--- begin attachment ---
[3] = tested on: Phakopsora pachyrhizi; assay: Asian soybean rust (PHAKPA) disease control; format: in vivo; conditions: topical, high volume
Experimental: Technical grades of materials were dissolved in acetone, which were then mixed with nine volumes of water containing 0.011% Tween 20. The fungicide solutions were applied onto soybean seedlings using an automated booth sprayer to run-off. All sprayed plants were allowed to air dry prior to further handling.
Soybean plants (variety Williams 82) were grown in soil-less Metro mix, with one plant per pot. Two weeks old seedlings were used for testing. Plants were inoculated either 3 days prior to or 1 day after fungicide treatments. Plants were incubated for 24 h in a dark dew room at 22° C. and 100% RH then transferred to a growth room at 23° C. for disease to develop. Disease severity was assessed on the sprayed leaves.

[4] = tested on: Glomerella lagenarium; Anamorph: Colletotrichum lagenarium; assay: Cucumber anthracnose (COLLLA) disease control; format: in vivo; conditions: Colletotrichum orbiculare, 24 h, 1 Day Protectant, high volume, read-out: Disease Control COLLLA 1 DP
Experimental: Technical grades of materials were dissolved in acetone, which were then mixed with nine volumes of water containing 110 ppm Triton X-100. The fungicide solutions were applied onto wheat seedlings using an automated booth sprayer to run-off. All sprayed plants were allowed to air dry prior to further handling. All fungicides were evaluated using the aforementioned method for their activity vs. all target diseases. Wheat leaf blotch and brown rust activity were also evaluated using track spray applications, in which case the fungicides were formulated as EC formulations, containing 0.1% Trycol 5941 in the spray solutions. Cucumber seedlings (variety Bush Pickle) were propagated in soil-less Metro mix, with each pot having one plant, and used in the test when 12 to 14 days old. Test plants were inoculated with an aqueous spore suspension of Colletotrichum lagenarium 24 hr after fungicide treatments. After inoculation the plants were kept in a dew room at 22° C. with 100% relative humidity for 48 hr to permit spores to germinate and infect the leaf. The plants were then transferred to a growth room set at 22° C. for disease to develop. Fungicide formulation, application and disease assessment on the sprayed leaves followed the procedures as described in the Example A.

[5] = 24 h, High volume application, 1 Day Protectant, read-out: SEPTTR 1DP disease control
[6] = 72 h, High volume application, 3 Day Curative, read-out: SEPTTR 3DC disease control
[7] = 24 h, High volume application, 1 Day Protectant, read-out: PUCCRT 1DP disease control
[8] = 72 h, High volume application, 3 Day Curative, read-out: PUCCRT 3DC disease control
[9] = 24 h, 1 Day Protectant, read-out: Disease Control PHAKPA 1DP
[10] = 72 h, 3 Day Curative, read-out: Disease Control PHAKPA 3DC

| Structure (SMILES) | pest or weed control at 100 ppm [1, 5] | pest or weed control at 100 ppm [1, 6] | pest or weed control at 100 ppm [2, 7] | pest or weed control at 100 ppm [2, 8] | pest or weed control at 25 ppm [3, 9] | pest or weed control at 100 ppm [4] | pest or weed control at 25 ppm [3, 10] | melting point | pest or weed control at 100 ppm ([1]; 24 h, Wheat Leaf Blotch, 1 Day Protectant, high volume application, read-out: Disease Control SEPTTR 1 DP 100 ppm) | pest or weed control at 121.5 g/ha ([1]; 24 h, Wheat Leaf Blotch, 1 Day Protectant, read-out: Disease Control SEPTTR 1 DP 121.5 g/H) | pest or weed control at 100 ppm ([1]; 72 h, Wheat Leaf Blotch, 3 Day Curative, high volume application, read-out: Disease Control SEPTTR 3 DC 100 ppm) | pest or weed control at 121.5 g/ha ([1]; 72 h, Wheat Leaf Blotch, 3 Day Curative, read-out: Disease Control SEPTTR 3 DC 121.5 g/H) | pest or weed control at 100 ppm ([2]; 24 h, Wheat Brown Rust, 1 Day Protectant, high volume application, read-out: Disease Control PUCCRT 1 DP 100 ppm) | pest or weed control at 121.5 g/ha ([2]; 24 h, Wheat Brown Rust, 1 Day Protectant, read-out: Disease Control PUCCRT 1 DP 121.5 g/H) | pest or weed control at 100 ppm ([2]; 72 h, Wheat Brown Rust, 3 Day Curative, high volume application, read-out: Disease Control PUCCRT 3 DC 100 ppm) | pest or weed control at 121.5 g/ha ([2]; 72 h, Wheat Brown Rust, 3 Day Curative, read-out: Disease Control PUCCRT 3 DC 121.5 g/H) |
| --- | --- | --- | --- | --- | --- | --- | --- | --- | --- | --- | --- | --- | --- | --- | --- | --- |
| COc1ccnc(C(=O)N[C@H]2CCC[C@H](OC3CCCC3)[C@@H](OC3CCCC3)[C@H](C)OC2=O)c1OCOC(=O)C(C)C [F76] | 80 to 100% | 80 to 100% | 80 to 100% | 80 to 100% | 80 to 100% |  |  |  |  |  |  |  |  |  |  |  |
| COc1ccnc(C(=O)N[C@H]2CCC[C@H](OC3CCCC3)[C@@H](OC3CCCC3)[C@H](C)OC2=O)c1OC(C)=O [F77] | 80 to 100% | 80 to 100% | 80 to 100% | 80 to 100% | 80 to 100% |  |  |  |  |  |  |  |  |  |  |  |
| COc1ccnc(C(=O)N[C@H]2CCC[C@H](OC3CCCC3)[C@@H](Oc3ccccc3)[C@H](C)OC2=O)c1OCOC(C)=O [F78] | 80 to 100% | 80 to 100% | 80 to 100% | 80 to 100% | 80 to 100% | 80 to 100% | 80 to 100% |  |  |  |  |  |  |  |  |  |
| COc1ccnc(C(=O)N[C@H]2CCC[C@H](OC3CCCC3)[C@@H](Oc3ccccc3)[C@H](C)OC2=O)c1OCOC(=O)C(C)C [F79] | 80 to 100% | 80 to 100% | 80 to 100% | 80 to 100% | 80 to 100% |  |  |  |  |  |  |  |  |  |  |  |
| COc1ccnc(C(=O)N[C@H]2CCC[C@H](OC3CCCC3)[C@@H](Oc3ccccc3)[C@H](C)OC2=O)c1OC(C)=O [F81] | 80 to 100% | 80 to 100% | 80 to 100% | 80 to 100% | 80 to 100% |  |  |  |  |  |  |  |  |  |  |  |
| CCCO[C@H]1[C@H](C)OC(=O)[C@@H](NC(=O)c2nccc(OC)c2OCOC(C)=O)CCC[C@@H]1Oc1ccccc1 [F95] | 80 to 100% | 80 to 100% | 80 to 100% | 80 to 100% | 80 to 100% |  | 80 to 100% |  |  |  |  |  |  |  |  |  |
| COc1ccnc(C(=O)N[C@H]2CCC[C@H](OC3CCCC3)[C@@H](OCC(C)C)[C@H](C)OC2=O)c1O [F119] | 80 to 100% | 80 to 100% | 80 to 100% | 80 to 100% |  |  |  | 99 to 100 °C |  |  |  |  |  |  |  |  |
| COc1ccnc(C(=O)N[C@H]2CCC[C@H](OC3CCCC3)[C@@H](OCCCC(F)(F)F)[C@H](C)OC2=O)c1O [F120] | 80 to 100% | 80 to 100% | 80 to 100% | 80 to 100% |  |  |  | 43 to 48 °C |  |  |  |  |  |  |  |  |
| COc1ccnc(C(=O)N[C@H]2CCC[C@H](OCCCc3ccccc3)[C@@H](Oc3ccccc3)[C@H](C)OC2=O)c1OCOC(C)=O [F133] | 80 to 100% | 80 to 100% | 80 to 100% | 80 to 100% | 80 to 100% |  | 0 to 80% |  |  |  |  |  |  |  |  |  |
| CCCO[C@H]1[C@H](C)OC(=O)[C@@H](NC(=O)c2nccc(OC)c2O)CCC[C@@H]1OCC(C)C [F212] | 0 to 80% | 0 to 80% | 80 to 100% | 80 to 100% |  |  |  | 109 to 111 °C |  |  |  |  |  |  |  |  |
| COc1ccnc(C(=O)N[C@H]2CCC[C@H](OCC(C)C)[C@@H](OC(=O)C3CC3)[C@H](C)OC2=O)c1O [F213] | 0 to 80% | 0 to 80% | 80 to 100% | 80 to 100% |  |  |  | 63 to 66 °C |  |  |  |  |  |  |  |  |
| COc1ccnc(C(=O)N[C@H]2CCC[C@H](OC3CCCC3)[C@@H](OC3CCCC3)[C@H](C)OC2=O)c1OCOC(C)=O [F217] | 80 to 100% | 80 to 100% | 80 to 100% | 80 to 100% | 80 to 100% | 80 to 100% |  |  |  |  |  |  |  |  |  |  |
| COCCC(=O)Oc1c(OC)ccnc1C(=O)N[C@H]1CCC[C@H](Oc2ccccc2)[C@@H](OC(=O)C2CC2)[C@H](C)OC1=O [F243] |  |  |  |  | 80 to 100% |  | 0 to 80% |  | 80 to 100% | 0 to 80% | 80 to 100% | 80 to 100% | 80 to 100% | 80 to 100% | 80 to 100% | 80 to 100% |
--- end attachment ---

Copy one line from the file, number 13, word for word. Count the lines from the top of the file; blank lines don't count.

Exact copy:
| --- | --- | --- | --- | --- | --- | --- | --- | --- | --- | --- | --- | --- | --- | --- | --- | --- |